The London Metals Exchange rescued Xiang Guangda but lured Paul Singer and Elliott Management
Russia produces around 12% of the world’s nickel and 20% of the most demanded pure nickel as vehicle electrification increases. On the day itself, the price more than doubled from under $50,000 to over $100,000.
For months, a self-made Chinese billionaire, Xiang Guangda, had been building a massive short position in the metal. His Tsingshan Holdings, China’s largest stainless steel group and one of the world’s leading nickel producers, had used the LME and OTC derivative contracts with banks to hedge its physical exposure to nickel prices.
When the price exploded on March 8, this position was underwater by billions of dollars and he and other short sellers were facing extraordinary losses and massive margin calls. If his positions had been closed because he didn’t have the money to cover the calls, he would have lost billions.
If trading had been allowed to go ahead, some LME members could also have been devastated by the inability of their clients to meet margin calls and the LME clearinghouse, which stands behind the trades, might have be had to fill in the gaps. from the default values. The clearinghouse, like the LME, is owned by Hong Kong Exchanges and Clearing.
In theory, the losses suffered by Xiang Guangda should have been compensated by the physical production of nickel from Tsingshan, but the LME contracts, which can be settled by physical delivery, relate to pure nickel while its production is of lower quality. The most immediate problem was the immediate need for huge sums of money to meet margin calls, which he did not have.
There were parties on the other side of these trades that could make huge profits by going “long” on nickel as the price skyrocketed. It turns out Elliott was one of them, probably the biggest of those who saw around $1.3 billion in paper profits evaporate as a result of the LME ruling.
The LME chose to protect short sellers, its own members and itself when it decided to call off all trades on March 8 rather than let the profits and losses fall where the contracts required.
He said he did so because the nickel price spike posed a systemic risk to the market and the trade write-offs were done retrospectively to bring the market back to the last time the LME could be sure that was trading in an orderly fashion. .
His critics say he undermined the integrity of the market – Elliott says he acted illegally and violated his human rights (property rights) – undermined trust in the market, exposed participants to the market at losses by his actions and was the product of his conflicts of interest.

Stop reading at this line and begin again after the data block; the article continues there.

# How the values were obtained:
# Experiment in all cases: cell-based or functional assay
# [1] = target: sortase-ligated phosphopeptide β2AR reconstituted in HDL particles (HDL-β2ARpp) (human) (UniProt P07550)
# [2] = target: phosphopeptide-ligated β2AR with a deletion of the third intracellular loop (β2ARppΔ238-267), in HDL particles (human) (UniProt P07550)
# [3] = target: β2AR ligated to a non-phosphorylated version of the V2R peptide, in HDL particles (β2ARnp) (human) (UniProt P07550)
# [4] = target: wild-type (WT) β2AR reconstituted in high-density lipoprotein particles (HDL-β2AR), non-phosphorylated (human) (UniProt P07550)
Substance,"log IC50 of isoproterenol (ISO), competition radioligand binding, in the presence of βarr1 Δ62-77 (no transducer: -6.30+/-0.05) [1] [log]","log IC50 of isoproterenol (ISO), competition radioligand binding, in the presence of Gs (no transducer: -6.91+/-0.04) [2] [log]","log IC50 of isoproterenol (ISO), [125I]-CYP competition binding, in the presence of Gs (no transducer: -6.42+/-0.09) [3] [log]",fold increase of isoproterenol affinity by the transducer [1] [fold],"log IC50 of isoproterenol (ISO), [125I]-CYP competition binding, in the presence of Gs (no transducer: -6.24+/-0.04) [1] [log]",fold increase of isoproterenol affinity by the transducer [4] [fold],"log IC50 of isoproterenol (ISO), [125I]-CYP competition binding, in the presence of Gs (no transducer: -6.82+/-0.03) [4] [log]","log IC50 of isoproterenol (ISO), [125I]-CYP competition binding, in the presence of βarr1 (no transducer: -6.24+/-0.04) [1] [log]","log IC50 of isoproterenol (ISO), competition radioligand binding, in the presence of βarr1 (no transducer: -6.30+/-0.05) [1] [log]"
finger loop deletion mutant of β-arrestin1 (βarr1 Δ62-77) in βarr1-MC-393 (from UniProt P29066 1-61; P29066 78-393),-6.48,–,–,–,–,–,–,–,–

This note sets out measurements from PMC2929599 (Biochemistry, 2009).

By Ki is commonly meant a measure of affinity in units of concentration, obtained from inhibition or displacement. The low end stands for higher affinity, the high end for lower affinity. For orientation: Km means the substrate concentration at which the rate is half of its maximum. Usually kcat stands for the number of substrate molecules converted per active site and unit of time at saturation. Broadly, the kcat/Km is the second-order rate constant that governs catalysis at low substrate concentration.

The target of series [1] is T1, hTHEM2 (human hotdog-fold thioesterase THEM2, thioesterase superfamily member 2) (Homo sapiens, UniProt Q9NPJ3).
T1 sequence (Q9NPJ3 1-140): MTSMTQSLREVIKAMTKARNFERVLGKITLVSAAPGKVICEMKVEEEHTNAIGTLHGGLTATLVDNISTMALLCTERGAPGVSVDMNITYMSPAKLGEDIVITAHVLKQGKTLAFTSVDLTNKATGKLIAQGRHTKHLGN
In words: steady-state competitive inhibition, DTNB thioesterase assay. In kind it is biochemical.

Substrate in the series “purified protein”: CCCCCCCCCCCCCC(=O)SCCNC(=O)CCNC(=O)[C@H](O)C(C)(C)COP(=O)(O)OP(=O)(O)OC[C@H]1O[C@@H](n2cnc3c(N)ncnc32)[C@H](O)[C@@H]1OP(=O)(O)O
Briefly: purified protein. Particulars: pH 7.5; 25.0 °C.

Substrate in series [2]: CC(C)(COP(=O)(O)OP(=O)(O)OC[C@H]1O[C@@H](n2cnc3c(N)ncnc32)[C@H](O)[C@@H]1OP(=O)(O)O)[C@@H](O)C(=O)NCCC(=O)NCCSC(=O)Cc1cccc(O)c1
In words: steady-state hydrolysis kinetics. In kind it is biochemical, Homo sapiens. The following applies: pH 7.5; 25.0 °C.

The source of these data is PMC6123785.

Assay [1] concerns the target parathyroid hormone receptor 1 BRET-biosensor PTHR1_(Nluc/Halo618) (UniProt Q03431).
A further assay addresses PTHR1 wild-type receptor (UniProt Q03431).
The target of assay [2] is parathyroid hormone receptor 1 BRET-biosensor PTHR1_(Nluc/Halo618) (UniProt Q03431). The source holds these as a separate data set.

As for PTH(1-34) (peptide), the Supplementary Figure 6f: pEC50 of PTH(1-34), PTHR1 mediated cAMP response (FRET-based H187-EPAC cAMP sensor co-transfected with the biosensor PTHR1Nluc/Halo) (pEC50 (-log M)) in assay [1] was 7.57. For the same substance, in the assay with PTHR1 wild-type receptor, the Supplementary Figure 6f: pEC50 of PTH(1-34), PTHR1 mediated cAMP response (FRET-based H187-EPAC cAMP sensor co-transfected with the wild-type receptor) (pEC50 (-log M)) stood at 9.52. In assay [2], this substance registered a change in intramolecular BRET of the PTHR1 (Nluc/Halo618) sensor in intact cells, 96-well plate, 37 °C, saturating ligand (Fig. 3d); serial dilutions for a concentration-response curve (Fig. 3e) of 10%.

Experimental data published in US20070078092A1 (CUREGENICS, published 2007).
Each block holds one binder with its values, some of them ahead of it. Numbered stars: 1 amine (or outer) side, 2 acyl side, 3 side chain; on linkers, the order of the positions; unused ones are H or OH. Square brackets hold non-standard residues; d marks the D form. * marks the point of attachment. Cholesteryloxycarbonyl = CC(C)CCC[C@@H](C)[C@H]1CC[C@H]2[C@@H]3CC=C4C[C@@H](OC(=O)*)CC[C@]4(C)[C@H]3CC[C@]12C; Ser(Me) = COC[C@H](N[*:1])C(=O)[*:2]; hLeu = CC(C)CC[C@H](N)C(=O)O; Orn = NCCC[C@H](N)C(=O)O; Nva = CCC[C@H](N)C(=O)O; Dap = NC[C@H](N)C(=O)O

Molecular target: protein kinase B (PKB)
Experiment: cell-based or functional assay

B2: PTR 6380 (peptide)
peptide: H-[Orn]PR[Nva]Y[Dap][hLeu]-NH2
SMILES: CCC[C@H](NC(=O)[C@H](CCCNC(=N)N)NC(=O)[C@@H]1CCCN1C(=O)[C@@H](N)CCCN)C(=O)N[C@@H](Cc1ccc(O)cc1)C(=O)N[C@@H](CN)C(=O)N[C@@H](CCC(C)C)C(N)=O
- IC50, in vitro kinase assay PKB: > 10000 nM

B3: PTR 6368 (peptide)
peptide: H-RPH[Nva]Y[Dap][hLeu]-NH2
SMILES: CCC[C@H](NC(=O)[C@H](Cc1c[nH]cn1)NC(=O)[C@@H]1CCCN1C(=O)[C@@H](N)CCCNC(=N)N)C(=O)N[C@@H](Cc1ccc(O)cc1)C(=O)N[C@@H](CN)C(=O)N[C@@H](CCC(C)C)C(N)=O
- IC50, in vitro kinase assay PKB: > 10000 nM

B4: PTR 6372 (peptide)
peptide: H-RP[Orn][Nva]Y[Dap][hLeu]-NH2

The latter refers, not only to the decision to save some of its brokers, but to the impact on its subsidiary, LME Clear, and its parent company, Hong Kong Exchanges and Clearing.
The founder of one of the world’s largest hedge funds, Clifford Asness of AQR, described the LME as “balls of slime” and accused it of reversing trades “to save your favorite buddies and steal your non-friendly customers”. The LME has denied suggestions that Hong Kong Exchanges and Clearing played a role in its decisions.
There is no doubt, however, that the exchange’s decision protected short sellers, its own brokers and clearinghouse, and traders who hedged physical production with short positions in purely financial players like Elliott and Jane. Street Capital who held the long positions.
The LME said one of its main responsibilities was to serve physical traders but, once it opened the market to financial players and encouraged them to provide depth and liquidity, its main responsibility – as is the case with any stock trader – was operating a fair market for all participants.
The decisions taken by the LME in March are now being scrutinized by a host of London regulators – the Financial Conduct Authority, the Bank of England and the Prudential Regulation Authority – and even the International Monetary Fund has played its part, saying the mechanisms of governance for the LME needed to be strengthened to deal with conflicts of interest. The High Court of the United Kingdom will now have, thanks to Elliott and Jane Street, the opportunity to intervene.
The LME is pushing for greater transparency for trading on its exchange and over-the-counter markets to try to avoid a similar event in the future while potential rivals like US group CME debate whether they should try to exploit the moment to challenge the LME. historic stranglehold on the nickel trade.
As for Xiang Guangda, he apparently closed about half of his short position (the price of nickel fell back below $29,000 a ton), is negotiating to swap some of his nickel for the pure form traded on the LME and would have been lining up new facilities with its banks.